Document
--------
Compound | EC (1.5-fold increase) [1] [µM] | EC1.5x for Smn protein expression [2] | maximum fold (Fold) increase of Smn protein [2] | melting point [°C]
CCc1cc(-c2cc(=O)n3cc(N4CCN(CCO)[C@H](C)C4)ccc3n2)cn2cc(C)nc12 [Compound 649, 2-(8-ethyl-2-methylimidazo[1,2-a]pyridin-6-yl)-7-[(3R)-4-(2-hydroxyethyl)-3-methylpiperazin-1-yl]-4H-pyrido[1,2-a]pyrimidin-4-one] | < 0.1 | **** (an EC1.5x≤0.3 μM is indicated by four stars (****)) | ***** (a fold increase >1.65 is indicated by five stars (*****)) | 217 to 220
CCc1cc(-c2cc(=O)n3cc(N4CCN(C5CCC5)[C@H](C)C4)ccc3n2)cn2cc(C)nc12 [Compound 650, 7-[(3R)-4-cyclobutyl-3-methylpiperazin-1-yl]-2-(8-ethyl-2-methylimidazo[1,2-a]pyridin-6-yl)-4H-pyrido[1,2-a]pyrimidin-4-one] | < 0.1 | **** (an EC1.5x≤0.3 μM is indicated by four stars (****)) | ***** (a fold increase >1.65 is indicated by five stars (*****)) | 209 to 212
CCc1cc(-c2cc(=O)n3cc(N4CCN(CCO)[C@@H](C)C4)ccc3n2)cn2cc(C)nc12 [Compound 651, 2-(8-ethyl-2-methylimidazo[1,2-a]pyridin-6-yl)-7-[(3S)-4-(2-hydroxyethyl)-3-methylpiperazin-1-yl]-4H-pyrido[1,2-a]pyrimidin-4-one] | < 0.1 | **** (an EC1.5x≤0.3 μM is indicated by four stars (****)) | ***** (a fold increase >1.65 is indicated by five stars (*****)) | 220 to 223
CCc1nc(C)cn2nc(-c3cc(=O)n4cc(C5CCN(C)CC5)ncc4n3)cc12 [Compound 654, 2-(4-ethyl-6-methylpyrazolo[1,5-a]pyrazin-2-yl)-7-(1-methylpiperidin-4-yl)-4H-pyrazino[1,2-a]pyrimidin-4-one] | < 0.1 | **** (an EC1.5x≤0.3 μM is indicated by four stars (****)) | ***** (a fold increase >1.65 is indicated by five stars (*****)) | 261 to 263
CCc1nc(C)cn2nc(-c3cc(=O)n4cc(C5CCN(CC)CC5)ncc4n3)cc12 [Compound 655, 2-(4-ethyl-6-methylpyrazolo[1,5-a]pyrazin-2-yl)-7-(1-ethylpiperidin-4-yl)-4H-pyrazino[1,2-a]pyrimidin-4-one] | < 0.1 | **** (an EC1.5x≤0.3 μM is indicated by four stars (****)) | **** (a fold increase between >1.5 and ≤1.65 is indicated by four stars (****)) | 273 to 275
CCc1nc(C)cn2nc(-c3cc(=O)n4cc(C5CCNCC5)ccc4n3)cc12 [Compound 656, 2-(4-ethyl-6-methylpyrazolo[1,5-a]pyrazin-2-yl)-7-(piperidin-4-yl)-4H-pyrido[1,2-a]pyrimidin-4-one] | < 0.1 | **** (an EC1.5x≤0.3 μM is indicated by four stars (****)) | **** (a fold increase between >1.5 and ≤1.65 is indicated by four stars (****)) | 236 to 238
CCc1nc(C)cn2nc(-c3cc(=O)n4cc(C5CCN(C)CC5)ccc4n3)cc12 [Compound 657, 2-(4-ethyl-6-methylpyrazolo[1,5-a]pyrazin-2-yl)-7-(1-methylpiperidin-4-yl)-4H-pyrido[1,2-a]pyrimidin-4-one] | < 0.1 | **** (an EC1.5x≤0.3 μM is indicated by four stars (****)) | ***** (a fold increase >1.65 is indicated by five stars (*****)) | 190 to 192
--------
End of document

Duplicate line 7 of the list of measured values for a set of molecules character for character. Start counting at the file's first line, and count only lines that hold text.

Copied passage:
CCc1nc(C)cn2nc(-c3cc(=O)n4cc(C5CCNCC5)ccc4n3)cc12 [Compound 656, 2-(4-ethyl-6-methylpyrazolo[1,5-a]pyrazin-2-yl)-7-(piperidin-4-yl)-4H-pyrido[1,2-a]pyrimidin-4-one] | < 0.1 | **** (an EC1.5x≤0.3 μM is indicated by four stars (****)) | **** (a fold increase between >1.5 and ≤1.65 is indicated by four stars (****)) | 236 to 238